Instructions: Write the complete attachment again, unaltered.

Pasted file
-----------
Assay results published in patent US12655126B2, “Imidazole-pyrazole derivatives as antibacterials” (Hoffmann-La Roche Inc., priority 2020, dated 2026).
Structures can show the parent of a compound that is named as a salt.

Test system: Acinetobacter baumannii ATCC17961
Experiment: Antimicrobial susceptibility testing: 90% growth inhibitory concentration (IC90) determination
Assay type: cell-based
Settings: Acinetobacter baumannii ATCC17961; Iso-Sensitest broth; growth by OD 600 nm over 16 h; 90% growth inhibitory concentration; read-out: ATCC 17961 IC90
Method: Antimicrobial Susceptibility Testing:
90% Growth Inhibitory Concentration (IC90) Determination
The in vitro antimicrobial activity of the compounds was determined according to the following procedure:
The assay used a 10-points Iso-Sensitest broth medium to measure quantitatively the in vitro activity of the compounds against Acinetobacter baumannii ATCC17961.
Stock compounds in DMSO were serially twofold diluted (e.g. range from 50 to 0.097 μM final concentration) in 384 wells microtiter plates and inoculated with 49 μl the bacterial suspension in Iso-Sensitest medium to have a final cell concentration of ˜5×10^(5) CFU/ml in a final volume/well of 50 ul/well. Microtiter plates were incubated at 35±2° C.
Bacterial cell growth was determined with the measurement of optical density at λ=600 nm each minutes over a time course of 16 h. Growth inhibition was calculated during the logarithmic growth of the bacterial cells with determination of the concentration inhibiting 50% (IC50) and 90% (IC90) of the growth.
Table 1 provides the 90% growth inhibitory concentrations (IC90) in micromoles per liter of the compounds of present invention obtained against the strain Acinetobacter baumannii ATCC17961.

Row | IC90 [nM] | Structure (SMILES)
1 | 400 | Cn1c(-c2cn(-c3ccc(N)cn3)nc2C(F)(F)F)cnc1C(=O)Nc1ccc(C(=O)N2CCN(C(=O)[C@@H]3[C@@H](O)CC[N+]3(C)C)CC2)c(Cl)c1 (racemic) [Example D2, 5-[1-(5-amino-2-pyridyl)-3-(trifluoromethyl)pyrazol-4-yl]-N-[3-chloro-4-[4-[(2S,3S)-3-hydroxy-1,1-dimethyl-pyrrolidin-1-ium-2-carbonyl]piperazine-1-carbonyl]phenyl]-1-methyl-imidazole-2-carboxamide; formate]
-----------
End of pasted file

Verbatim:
Assay results published in patent US12655126B2, “Imidazole-pyrazole derivatives as antibacterials” (Hoffmann-La Roche Inc., priority 2020, dated 2026).
Structures can show the parent of a compound that is named as a salt.

Test system: Acinetobacter baumannii ATCC17961
Experiment: Antimicrobial susceptibility testing: 90% growth inhibitory concentration (IC90) determination
Assay type: cell-based
Settings: Acinetobacter baumannii ATCC17961; Iso-Sensitest broth; growth by OD 600 nm over 16 h; 90% growth inhibitory concentration; read-out: ATCC 17961 IC90
Method: Antimicrobial Susceptibility Testing:
90% Growth Inhibitory Concentration (IC90) Determination
The in vitro antimicrobial activity of the compounds was determined according to the following procedure:
The assay used a 10-points Iso-Sensitest broth medium to measure quantitatively the in vitro activity of the compounds against Acinetobacter baumannii ATCC17961.
Stock compounds in DMSO were serially twofold diluted (e.g. range from 50 to 0.097 μM final concentration) in 384 wells microtiter plates and inoculated with 49 μl the bacterial suspension in Iso-Sensitest medium to have a final cell concentration of ˜5×10^(5) CFU/ml in a final volume/well of 50 ul/well. Microtiter plates were incubated at 35±2° C.
Bacterial cell growth was determined with the measurement of optical density at λ=600 nm each minutes over a time course of 16 h. Growth inhibition was calculated during the logarithmic growth of the bacterial cells with determination of the concentration inhibiting 50% (IC50) and 90% (IC90) of the growth.
Table 1 provides the 90% growth inhibitory concentrations (IC90) in micromoles per liter of the compounds of present invention obtained against the strain Acinetobacter baumannii ATCC17961.

Row | IC90 [nM] | Structure (SMILES)
1 | 400 | Cn1c(-c2cn(-c3ccc(N)cn3)nc2C(F)(F)F)cnc1C(=O)Nc1ccc(C(=O)N2CCN(C(=O)[C@@H]3[C@@H](O)CC[N+]3(C)C)CC2)c(Cl)c1 (racemic) [Example D2, 5-[1-(5-amino-2-pyridyl)-3-(trifluoromethyl)pyrazol-4-yl]-N-[3-chloro-4-[4-[(2S,3S)-3-hydroxy-1,1-dimethyl-pyrrolidin-1-ium-2-carbonyl]piperazine-1-carbonyl]phenyl]-1-methyl-imidazole-2-carboxamide; formate]